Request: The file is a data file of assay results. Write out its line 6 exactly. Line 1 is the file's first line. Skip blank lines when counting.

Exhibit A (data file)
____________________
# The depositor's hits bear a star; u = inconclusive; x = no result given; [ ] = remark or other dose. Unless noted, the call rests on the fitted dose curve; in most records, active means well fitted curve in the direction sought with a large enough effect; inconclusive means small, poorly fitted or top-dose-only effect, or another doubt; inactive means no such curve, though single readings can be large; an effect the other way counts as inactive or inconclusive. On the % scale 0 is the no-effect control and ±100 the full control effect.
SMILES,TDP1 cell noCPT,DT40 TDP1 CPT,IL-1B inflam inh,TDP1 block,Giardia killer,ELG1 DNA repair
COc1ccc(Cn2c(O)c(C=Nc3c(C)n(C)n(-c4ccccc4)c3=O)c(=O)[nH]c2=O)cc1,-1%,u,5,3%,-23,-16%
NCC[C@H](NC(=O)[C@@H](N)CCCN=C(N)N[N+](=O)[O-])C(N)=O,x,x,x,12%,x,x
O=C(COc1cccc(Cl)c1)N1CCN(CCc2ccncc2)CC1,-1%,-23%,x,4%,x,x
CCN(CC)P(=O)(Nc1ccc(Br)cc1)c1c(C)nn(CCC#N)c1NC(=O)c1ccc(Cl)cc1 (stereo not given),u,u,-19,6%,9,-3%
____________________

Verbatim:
CCN(CC)P(=O)(Nc1ccc(Br)cc1)c1c(C)nn(CCC#N)c1NC(=O)c1ccc(Cl)cc1 (stereo not given),u,u,-19,6%,9,-3%